Posts Tagged ‘Commodities’

Why Invest in Gold?

02/25/2010

By Levik Dubov

Simple Answer:

The reason why investors own precious metals, is to insure themselves from a debasement of currency at a greater rate than available market returns. Few people actually own precious metals physically, and those who do often do for the wrong reasons.

Gold is not a reliable vehicle for appreciation, yet it is an outstanding store of value. The sensible capitalist does not “invest” in gold. He merely safeguards his wealth in the form of non-financed physical-assets in times when currency competency comes into question, and waits until either the inflation subsides or an opportunity of adequate returns to be restored.

As one hedge fund manager recently put it: “All investments have their day, and right now gold is having its day”.

In-Depth Analysis:

For all those who aren’t familiar with Talmudic-style dissection, Get ready!

Some people are natural cynics and approach everything with a good dose of skepticism. (These people often spend years owning nothing but AAA-bonds and Market Funds). Others are opportunists and approach everything with a gullible zeal. (These people are often looking for the next Microsoft). We see ourselves as mere realists, in an attempt to approach everything with a logical and objective frame of mind.

To understand results we must first find reason…

Questions Scott Adams poses:

I am referring to a recent article by famed Dilbert cartoonist, Scott Adams. I enjoy his posts very much and I hope this article will clarify his perplexities regarding precious metals investment.

1. “People aren’t good at predicting the future, no matter how obvious the future path seems”.

It is for precisely this reason, that when things do change, (such as the turn of the English Empire), so few expect it and are prepared. Ask people interested in precious metals, exactly how many ounces of physical metal they own. You’ll notice how few people truly stand behind the words they’ve spoken. As a matter of fact, just glancing through the comments on Adams’ blog, it seems that most of the forum comes across as hypothetical folks who either own too little of a position, or are influenced by invalid reasoning.

2. “Warren Buffett isn’t putting all of his money in gold”.

I will get to the reason behind this in a moment, but it must be understood that Mr. Buffett is a “Common Stock Man”. That’s what fascinates him, that’s what engages him, that’s what he does best. So why should he invest in gold when he has found far greater returns in an under-valued marketplace?

3. “My failure to imagine how the debt can be contained might be just that: a failure of my imagination”.

When it comes to debt there is far too many variables to consider (i.e. Chinese Bond-ownership, Dollar Replacement, Federal Bankruptcy, Currency Revaluation, The Gold Standard). In other words, the ownership of gold stands not as an investment with the intention of appreciation, but as an clever insurance policy against a catastrophic hyper-inflation or currency debasement.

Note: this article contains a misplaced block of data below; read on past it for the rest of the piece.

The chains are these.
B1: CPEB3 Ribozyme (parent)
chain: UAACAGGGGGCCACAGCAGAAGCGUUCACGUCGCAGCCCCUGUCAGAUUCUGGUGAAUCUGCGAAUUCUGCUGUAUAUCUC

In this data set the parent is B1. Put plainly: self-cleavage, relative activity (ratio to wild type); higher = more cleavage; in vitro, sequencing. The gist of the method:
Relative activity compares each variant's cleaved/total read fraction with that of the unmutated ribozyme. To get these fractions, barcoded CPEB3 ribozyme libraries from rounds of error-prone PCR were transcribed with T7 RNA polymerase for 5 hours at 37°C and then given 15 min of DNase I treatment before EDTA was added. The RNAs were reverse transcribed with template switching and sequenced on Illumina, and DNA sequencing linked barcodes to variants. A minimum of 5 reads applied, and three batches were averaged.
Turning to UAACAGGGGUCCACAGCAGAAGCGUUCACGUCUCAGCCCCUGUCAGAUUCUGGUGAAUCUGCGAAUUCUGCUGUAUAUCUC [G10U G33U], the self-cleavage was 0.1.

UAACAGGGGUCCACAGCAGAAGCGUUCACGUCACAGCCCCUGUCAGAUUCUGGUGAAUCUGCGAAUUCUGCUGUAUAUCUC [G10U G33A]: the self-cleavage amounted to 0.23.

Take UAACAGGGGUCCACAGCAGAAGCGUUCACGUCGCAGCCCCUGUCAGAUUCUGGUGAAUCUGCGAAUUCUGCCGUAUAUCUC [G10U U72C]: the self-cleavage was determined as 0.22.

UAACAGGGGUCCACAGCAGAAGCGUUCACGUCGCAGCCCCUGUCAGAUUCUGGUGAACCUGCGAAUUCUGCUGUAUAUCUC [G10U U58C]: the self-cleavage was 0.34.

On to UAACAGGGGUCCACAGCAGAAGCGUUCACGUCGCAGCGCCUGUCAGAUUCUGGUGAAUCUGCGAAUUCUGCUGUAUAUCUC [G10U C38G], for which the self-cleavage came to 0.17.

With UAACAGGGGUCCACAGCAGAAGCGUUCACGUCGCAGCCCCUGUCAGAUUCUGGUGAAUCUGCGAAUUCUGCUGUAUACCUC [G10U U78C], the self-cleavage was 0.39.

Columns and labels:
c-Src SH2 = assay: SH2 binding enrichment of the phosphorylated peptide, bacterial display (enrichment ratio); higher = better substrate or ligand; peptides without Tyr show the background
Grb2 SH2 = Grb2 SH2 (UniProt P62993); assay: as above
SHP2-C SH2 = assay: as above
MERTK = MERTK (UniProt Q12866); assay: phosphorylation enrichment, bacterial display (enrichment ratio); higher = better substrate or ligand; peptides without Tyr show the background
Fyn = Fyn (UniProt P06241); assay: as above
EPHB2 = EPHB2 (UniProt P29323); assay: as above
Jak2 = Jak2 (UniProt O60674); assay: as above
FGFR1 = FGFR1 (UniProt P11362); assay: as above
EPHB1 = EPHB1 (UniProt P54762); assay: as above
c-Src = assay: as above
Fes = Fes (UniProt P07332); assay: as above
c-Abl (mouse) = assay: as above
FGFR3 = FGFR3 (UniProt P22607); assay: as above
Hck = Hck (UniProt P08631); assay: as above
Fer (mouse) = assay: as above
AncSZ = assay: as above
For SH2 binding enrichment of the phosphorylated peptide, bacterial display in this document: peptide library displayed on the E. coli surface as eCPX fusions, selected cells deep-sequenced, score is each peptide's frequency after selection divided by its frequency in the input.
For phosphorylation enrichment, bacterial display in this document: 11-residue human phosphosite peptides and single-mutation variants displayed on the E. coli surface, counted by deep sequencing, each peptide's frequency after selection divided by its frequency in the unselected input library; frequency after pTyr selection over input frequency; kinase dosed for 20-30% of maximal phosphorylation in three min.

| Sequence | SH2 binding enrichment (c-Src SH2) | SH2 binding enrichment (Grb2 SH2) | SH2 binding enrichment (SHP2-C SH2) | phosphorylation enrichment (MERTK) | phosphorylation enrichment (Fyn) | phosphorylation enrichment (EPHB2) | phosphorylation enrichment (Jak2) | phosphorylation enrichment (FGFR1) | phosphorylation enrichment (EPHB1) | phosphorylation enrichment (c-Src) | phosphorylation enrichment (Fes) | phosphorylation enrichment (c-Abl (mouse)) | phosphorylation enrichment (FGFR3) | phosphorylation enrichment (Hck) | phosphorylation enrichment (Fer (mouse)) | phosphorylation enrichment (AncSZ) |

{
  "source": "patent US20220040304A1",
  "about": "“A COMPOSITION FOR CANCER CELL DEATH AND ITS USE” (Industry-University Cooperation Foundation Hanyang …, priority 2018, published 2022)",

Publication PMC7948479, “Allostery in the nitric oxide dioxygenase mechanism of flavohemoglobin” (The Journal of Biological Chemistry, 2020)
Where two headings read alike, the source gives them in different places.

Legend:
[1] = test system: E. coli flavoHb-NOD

Explanation:

In “The Intelligent Investor” written by Benjamin Graham (Buffett’s famed mentor), which was revised as of 1971, Graham says in Chapter 2, “The Investor and Inflation”, in the article “Alternatives to Common Stock as Inflation Hedges”:

“The standard policy of people all over the world who mistrust their currency is to buy and hold gold… the holder of gold has received no income return on his capital”.

He adds in summation:

“There is no certainty that a stock component will insure adequately against such inflation” [emphasis ours].

A few points need to be highlighted:

1) Graham informs us that the hoarding of gold was an age old practice. This made total sense as in fore-times bank panics, currency debasement and depressions occurred just about once a decade.

2) He cites the years between 1935-71 as “proof” that gold has been a lousy and inadequate investment class. However, between the years of 1969 and 1981, gold appreciated phenomenally, outperforming each and every other asset class by a wide margin. Had Graham witnessed this spectacle there is strong reason to believe that he would have reconsidered his position, and may have made room for precious metals in a conservative portfolio.

3) In that paragraph he also frowns upon investing in real estate claiming that it is subject to “wide fluctuations” and “serious errors”. His only advice to such business is:

“Be sure it’s yours before you go into it”.

What Graham is telling us here, is that any asset is a bad investment if done for speculative reason, or with improper judgement.

4) In his closing remark, Graham even warns that even while common stocks offer great opportunity, they may nevertheless fail to overcome the challenges of inflation, or currency debasement.

What’s Changed?

Much! Too much actually. As a matter of fact, from an economic standpoint America is no longer similar to the America Graham was familiar with. For one, America has lost its status as the world’s largest manufacturer of goods, and has gained a frightening lead in terms of consumptions and spending. (For those familiar with European history, this is how 16th Century Spain lost its position as the world leader in trade and commerce).